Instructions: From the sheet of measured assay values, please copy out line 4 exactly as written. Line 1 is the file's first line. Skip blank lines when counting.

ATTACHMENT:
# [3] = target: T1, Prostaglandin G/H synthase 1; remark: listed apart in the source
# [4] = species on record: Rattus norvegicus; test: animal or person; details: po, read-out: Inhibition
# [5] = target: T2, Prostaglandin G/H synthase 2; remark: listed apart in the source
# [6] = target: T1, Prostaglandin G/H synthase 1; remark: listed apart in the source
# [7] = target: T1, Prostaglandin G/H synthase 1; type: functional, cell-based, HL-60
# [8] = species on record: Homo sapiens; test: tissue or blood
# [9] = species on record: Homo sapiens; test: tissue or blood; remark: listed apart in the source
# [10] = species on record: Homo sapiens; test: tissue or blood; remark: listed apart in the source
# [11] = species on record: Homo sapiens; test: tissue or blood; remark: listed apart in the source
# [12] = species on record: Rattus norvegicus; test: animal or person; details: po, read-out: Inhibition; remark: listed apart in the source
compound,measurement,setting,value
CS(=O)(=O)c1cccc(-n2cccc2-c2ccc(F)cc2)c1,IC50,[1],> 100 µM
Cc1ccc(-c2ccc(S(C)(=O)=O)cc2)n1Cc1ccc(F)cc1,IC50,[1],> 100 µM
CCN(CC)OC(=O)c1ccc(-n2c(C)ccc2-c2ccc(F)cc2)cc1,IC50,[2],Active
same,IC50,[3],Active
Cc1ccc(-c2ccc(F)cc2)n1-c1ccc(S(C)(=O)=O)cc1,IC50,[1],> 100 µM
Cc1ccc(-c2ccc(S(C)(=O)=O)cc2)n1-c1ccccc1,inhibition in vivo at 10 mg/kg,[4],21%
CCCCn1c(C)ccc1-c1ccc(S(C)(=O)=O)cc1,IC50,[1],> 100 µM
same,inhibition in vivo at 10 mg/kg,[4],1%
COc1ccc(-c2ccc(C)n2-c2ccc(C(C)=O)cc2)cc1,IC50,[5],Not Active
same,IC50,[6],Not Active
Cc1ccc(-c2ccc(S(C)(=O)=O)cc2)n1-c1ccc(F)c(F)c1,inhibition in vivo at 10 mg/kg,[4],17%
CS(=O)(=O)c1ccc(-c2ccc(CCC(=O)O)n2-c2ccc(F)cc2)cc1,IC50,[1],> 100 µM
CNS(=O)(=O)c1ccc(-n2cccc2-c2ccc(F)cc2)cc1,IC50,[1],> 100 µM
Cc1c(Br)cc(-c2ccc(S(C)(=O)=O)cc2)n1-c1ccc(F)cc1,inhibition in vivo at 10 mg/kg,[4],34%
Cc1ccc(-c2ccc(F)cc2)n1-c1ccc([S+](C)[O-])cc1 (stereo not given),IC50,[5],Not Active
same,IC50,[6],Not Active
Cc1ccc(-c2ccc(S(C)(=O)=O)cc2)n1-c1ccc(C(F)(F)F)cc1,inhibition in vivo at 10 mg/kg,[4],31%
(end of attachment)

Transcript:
# [6] = target: T1, Prostaglandin G/H synthase 1; remark: listed apart in the source